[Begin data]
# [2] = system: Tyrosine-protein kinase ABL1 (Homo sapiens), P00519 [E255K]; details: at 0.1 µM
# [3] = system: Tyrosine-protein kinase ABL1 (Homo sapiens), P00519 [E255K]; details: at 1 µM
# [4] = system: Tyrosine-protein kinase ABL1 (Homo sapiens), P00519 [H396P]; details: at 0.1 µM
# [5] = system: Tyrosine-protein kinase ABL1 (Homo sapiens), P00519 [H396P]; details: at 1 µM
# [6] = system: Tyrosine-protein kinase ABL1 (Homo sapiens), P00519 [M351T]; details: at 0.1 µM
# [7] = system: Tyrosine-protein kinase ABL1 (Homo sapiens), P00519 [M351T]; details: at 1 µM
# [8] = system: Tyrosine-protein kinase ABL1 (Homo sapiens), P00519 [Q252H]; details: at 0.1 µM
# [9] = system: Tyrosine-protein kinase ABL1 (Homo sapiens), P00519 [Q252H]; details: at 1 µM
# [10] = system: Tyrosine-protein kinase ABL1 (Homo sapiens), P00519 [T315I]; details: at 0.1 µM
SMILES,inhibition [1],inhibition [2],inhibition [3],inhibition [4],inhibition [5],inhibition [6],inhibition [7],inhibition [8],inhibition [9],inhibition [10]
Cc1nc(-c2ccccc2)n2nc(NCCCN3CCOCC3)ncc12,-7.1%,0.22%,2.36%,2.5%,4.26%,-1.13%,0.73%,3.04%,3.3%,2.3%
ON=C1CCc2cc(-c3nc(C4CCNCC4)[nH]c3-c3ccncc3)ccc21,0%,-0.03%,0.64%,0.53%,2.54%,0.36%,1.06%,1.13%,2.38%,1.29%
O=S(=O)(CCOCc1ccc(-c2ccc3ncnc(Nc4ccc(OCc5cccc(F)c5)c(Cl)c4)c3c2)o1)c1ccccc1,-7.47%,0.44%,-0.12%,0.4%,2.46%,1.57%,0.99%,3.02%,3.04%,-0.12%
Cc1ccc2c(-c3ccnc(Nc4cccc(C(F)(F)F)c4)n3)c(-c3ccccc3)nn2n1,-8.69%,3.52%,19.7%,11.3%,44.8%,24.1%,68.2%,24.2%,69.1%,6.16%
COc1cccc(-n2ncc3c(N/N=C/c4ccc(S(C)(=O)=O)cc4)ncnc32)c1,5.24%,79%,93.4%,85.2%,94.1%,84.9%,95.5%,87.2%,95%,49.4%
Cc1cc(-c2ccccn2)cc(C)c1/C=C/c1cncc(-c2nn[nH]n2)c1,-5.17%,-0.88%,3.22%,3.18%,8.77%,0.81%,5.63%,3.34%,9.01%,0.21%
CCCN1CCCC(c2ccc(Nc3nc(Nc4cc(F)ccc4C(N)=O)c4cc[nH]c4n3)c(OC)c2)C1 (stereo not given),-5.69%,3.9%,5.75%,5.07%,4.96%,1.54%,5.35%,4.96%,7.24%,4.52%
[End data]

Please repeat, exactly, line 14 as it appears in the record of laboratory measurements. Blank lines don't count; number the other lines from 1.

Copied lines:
Cc1ccc2c(-c3ccnc(Nc4cccc(C(F)(F)F)c4)n3)c(-c3ccccc3)nn2n1,-8.69%,3.52%,19.7%,11.3%,44.8%,24.1%,68.2%,24.2%,69.1%,6.16%